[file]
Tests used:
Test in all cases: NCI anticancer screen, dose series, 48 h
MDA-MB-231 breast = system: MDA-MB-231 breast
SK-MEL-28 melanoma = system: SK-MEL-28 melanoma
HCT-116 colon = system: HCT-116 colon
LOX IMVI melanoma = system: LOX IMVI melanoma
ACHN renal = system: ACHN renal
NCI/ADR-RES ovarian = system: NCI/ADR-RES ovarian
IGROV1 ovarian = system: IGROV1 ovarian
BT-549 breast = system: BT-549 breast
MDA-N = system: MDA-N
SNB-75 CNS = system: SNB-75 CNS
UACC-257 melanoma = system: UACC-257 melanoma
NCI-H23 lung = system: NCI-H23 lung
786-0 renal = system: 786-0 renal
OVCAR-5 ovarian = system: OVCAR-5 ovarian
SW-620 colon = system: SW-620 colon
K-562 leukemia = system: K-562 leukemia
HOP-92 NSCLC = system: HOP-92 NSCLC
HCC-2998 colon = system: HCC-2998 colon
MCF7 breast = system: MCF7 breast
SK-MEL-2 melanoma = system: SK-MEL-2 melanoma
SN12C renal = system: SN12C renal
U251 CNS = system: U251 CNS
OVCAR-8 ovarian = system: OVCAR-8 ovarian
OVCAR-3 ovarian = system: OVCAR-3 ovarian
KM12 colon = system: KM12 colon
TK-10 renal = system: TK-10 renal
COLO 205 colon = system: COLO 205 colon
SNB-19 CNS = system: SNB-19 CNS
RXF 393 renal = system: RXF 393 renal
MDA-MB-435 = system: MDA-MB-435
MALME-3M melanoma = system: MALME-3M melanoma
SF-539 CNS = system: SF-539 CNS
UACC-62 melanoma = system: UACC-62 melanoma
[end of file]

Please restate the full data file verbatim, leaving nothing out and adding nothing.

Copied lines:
Tests used:
Test in all cases: NCI anticancer screen, dose series, 48 h
MDA-MB-231 breast = system: MDA-MB-231 breast
SK-MEL-28 melanoma = system: SK-MEL-28 melanoma
HCT-116 colon = system: HCT-116 colon
LOX IMVI melanoma = system: LOX IMVI melanoma
ACHN renal = system: ACHN renal
NCI/ADR-RES ovarian = system: NCI/ADR-RES ovarian
IGROV1 ovarian = system: IGROV1 ovarian
BT-549 breast = system: BT-549 breast
MDA-N = system: MDA-N
SNB-75 CNS = system: SNB-75 CNS
UACC-257 melanoma = system: UACC-257 melanoma
NCI-H23 lung = system: NCI-H23 lung
786-0 renal = system: 786-0 renal
OVCAR-5 ovarian = system: OVCAR-5 ovarian
SW-620 colon = system: SW-620 colon
K-562 leukemia = system: K-562 leukemia
HOP-92 NSCLC = system: HOP-92 NSCLC
HCC-2998 colon = system: HCC-2998 colon
MCF7 breast = system: MCF7 breast
SK-MEL-2 melanoma = system: SK-MEL-2 melanoma
SN12C renal = system: SN12C renal
U251 CNS = system: U251 CNS
OVCAR-8 ovarian = system: OVCAR-8 ovarian
OVCAR-3 ovarian = system: OVCAR-3 ovarian
KM12 colon = system: KM12 colon
TK-10 renal = system: TK-10 renal
COLO 205 colon = system: COLO 205 colon
SNB-19 CNS = system: SNB-19 CNS
RXF 393 renal = system: RXF 393 renal
MDA-MB-435 = system: MDA-MB-435
MALME-3M melanoma = system: MALME-3M melanoma
SF-539 CNS = system: SF-539 CNS
UACC-62 melanoma = system: UACC-62 melanoma